Such challenges may lie ahead for two longtime members of the Tampa Bay judiciary who have come face-to-face with their own drinking problems after public allegations of bizarre or violent behavior.  Charles Cope, the top family judge in Pinellas and Pasco counties, was charged in California with peeping and prowling -- his second run-in with the law while police say he was under the influence. David Patterson, who retired in July as chief judge of the area's appellate court, was accused of making violent threats to his wife while drinking heavily.

Studies show that alcoholism affects 10 to 12 percent of the general population. Though no definite percentage exists for judges, some studies put it at 15 to 20 percent for the legal profession.  "Alcoholics are not always back alley drunks," said Ronald Hunsicker, president of the National Association of Addiction Treatment Providers.

Experts in alcoholism say judges are susceptible because they tend to be overachievers, can easily defend or rationalize their actions and are reluctant to seek help because they usually solve other people's problems. They have high-profile jobs in an environment where drinking is often accepted and where people protect each other, they say.  "It's partly related to high stress combined with a predisposition, personality traits indicative of addictive diseases," said Judith Rushlow, assistant director of Florida Lawyers Assistance, a non-profit group that helps lawyers and judges with addictions. "It's a whole picture that we've come to see."

From members of Congress to the city council, elected officials have had to cope with personal problems overlapping their public lives. But it's more difficult for judges who control the fate of people's lives, deciding everything from who goes to jail to who gets the kids.  "Judges are held to a higher standard," said Ken Boehm, chairman of the National Legal and Policy Center, a non-profit group outside Washington, D.C. that examines ethics in government. "They sit in judgment and the public expects more from them."


   A common concern:

Though the public may hear only occasionally about a judge having a drinking problem, studies show that excessive drinking is a prevalent concern for the legal profession.  A North Carolina study reported that almost 17 percent of lawyers and judges admitted to drinking three to five alcoholic beverages daily. A Washington, D.C., study revealed lawyers have a high likelihood of developing alcohol-related problems.  Those numbers don't include those who have drug problems or suffer from other addictions, such as gambling, or from depression.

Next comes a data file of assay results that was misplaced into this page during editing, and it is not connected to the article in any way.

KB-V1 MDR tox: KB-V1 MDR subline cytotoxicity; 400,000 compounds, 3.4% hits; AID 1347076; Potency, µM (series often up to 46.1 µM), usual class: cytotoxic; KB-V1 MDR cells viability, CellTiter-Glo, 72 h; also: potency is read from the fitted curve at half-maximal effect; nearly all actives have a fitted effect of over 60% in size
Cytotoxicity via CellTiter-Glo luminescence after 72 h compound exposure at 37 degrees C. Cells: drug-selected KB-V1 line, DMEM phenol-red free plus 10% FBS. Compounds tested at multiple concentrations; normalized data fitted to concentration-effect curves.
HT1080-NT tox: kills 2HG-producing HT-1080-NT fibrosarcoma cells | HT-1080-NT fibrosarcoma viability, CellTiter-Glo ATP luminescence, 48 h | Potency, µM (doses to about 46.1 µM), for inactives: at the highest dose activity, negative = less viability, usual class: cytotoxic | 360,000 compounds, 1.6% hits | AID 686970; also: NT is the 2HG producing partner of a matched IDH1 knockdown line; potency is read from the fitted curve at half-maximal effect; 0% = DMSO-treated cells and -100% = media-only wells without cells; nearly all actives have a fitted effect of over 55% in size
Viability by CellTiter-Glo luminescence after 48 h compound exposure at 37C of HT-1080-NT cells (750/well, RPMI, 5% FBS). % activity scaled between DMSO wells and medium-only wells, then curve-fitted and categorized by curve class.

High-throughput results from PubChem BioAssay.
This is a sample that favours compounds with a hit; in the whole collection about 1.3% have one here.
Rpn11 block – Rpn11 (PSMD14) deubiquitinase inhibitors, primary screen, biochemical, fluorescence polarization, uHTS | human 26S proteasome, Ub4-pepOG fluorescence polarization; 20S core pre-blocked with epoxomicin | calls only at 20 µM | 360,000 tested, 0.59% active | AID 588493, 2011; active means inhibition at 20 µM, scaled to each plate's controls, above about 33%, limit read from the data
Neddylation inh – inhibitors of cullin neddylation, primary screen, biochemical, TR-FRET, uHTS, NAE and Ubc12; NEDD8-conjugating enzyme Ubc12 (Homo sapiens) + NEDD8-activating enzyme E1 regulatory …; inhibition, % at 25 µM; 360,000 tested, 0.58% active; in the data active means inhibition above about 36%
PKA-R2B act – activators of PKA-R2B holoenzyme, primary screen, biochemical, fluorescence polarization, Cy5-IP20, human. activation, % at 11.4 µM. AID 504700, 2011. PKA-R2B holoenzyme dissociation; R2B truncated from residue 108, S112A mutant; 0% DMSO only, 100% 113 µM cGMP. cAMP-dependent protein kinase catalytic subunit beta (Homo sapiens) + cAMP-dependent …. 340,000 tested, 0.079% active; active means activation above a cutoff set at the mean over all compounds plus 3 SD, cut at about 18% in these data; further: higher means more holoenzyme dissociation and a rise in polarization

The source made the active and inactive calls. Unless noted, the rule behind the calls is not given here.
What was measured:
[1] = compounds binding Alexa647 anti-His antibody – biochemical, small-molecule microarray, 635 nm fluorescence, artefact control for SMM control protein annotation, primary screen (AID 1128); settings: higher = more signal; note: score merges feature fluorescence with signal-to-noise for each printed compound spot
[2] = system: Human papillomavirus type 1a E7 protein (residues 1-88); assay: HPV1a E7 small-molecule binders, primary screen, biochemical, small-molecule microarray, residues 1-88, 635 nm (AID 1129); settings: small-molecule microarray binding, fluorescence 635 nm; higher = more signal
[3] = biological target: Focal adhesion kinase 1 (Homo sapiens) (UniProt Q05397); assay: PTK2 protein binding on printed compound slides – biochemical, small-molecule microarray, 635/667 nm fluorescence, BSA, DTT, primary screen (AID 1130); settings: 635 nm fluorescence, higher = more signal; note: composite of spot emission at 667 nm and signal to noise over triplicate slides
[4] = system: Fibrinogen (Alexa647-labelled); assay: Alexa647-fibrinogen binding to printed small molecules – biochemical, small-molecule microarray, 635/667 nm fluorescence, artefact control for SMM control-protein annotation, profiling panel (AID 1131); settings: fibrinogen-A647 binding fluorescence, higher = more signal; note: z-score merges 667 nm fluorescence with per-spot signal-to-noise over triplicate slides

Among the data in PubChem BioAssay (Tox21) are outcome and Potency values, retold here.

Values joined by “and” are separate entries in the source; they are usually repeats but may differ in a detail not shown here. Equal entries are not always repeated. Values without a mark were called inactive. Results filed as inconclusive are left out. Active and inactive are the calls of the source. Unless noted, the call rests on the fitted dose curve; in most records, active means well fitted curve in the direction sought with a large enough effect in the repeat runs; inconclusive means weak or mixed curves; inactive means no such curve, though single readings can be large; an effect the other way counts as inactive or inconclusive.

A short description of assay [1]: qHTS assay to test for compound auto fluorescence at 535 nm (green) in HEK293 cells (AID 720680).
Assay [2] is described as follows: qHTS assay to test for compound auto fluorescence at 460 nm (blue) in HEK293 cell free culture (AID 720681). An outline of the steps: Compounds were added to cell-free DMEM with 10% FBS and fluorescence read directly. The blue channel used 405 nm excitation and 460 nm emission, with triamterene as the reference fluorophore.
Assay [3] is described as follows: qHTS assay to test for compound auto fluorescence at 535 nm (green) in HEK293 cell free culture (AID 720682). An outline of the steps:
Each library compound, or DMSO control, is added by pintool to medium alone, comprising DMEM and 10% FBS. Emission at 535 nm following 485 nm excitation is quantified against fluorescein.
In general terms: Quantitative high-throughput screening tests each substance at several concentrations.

In Florida, the legal profession's problem with alcohol became so pronounced that lawyers formed an informal support group two decades ago. Its founder, Charlie Hagan, said the group has helped 8,000 people since its creation.  "When they have no where else to go, they can go there," Hagan said.  That group became part of the lawyers assistance program, which is now coordinated by the American Bar Association and is available in virtually every state. In Florida, the program is mostly funded by the Florida Bar and helps monitor lawyers for the bar.  Rushlow said most of the 200 people Florida Lawyers Assistance serves at any one time are lawyers, though a few are judges. Judges sometimes have the perception they can't fraternize with lawyers who may later show up in their courtroom, she said.

"They have the notion that it is not right to go to groups with lawyers," she said. "We are trying to convince them that's not true.'  Sometimes, troubled lawyers and judges call the group themselves. Other times, someone else reports them and a volunteer approaches them about their suspected drinking problem.  "I think that at some level, it should be confronted and brought to the surface," Rushlow said. "An active alcoholic really doesn't make a good lawyer."

Revealing the truth: